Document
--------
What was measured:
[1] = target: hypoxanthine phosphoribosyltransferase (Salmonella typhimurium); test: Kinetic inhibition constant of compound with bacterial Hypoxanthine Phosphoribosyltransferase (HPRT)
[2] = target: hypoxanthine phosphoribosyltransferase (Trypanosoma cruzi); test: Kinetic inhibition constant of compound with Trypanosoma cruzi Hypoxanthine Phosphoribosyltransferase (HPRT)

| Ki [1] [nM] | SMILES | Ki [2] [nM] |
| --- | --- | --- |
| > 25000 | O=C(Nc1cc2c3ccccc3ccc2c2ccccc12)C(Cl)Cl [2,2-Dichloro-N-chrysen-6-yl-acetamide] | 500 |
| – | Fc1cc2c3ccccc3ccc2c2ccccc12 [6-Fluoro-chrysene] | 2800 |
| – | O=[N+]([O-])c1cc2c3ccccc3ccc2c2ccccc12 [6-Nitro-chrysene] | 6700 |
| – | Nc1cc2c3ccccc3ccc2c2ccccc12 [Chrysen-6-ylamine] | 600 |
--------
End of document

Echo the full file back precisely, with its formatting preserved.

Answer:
What was measured:
[1] = target: hypoxanthine phosphoribosyltransferase (Salmonella typhimurium); test: Kinetic inhibition constant of compound with bacterial Hypoxanthine Phosphoribosyltransferase (HPRT)
[2] = target: hypoxanthine phosphoribosyltransferase (Trypanosoma cruzi); test: Kinetic inhibition constant of compound with Trypanosoma cruzi Hypoxanthine Phosphoribosyltransferase (HPRT)

| Ki [1] [nM] | SMILES | Ki [2] [nM] |
| --- | --- | --- |
| > 25000 | O=C(Nc1cc2c3ccccc3ccc2c2ccccc12)C(Cl)Cl [2,2-Dichloro-N-chrysen-6-yl-acetamide] | 500 |
| – | Fc1cc2c3ccccc3ccc2c2ccccc12 [6-Fluoro-chrysene] | 2800 |
| – | O=[N+]([O-])c1cc2c3ccccc3ccc2c2ccccc12 [6-Nitro-chrysene] | 6700 |
| – | Nc1cc2c3ccccc3ccc2c2ccccc12 [Chrysen-6-ylamine] | 600 |